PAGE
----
While Delphine's home base is London's arty Hackney wick, she does frequent guest spots at shops around the world, including at one of my favorites: 2Spirit Tattoo in San Francisco.
Check more of Delphine's work on Facebook, and Instagram @delphine noiztoy. Delphine is also a featured artist in my latest book Black Tattoo Art 2.
Tattoo by Patrick Hüttlinger. Photo by Sven Walliser.
As promised, I'm sharing the work of another fantastic artist featured in my upcoming Black Tattoo Art II, which will be released in September. I'm thrilled to have Patrick Hüttlinger be a part of this project. Here's how Patrick describes his work:
When I started tattooing just before the turn of the millennium, I solely concentrated on the color black and I am still fascinated with the limitation which using this one colour offers, opening doors for new graphical challenges and at the same time giving justice to the medium of skin, through it's bold simplicity. Nevertheless, to be able to satisfy my inner-drive, the desire to create and change, I need to make use of a variety of artistic media. In the world of art, with its unlimited variety and infinite possibilities, I feel most at home.Another art form Patrick has engaged in is the creation of exceptionally beautiful rotary machines, which you can learn about here.
Check more of Patrick's tattoo portfolio on his site, Facebook, and Instagram.
I'm super stoked to announce that Black Tattoo Art II, the second incarnation of my very first book, Black Tattoo Art, will be released September 15, 2013, and will have its convention debut at the London Tattoo Convention, September 27-29, 2013. So, to give y'all a taste of what I'm been working on the past year and a half, I'll be doing spotlights on some of the artists featured in the book.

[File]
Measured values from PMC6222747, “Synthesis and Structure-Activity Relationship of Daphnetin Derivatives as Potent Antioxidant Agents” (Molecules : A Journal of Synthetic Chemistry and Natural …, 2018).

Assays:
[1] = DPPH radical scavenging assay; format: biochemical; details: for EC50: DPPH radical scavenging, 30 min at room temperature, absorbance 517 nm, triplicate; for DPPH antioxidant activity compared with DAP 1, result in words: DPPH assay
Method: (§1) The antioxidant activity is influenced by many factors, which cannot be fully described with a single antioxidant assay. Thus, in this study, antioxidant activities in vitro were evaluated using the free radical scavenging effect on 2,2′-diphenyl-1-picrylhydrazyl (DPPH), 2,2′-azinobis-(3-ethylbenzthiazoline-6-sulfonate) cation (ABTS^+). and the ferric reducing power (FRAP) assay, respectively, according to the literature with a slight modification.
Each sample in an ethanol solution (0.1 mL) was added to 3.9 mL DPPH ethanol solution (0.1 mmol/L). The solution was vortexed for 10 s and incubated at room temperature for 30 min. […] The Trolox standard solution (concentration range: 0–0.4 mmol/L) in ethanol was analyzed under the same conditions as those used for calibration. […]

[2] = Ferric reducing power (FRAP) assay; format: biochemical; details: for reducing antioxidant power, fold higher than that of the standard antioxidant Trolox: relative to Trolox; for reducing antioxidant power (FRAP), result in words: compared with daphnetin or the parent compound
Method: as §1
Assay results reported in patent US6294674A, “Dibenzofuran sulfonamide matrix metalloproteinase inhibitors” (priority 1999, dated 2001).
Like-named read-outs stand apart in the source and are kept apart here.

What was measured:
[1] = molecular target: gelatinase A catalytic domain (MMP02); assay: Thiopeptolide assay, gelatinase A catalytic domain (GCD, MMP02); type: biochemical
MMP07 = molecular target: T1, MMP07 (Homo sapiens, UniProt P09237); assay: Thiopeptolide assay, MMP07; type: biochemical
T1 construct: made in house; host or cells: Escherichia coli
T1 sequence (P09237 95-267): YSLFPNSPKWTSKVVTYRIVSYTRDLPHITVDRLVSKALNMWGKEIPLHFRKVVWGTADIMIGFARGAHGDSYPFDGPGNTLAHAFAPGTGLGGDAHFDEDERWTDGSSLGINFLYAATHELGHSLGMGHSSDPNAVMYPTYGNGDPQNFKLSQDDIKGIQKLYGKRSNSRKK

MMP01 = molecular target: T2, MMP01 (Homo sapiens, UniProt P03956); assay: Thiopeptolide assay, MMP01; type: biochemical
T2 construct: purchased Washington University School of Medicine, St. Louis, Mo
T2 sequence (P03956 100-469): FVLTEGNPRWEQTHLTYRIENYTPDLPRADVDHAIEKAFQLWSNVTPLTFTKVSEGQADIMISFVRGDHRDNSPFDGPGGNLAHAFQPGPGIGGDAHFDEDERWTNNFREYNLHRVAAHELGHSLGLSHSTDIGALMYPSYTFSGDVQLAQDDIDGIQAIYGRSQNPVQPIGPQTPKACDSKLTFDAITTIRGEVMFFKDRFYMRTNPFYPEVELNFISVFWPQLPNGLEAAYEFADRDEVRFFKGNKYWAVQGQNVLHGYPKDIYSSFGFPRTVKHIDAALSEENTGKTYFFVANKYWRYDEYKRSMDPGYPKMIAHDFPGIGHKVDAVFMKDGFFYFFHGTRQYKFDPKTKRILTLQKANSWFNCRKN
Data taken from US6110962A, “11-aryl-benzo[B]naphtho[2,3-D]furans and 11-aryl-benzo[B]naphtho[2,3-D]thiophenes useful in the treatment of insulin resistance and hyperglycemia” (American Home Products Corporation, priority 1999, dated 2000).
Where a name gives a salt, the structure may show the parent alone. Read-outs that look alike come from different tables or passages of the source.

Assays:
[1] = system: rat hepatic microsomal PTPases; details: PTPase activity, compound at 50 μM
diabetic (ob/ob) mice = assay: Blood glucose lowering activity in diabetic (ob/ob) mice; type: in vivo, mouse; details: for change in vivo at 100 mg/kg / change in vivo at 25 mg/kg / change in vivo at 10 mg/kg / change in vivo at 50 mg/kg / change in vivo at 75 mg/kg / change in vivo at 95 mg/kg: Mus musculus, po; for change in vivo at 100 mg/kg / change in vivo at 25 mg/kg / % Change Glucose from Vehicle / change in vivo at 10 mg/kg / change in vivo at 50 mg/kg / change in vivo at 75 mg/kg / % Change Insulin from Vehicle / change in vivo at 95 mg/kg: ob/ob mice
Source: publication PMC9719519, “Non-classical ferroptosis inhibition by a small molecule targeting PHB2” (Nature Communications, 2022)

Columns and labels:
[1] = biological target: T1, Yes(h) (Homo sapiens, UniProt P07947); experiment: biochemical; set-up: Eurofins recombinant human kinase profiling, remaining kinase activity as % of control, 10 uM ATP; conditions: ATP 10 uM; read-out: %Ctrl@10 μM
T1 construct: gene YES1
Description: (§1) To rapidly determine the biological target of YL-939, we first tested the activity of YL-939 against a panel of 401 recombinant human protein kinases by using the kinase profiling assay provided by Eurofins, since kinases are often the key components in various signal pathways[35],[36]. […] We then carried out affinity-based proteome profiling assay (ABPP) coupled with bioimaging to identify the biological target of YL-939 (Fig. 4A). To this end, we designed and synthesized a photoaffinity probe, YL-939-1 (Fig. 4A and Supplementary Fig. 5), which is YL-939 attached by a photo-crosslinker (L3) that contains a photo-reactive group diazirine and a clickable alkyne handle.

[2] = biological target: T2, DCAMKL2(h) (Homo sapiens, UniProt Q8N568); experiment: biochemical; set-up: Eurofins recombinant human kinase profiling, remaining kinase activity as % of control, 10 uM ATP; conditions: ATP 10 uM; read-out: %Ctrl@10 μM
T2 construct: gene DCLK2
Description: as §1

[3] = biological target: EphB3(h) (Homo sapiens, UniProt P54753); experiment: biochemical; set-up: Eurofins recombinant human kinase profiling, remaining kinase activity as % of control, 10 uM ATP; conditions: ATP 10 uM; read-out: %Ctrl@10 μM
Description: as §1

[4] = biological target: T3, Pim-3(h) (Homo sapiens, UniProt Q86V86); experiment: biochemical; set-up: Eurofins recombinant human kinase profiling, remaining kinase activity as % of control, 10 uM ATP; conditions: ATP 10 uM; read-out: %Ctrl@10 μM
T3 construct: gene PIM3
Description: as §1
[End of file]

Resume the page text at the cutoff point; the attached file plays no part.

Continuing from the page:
Today's feature is on the fabulous Amanda Ruby of The Jewel in the Lotus, her private studio in Folkestone, Kent, UK. Amanda has an unique style in combining realism with pattern work to a beautiful effect. It has earned her accolades including "Best Female UK Artist 2012" and various profiles in international magazines.
What I particularly love is how her florid, ornamental approach has the power of blackwork without needing big bold swaths of ink. She incorporates intricate detail and dotwork, but constructed in a way that's built to last.
Amanda works by appointment only. She recently opened up her diary for January - March 2014, and appointments book up quickly, but fine art tattoos are worth waiting for.
Check more of Amanda's work on Facebook.
Last night, I was reminded just how much tattoos hurt. It hurt in a way that I wanted to travel back in time and slap my 20-year-old self who would proclaim, "Oh, it's just like scratching a sunburn" because, back then, I had never sat for hours while needles drilled into my bony shin [or 5 hours of line work on the ribs like last year.]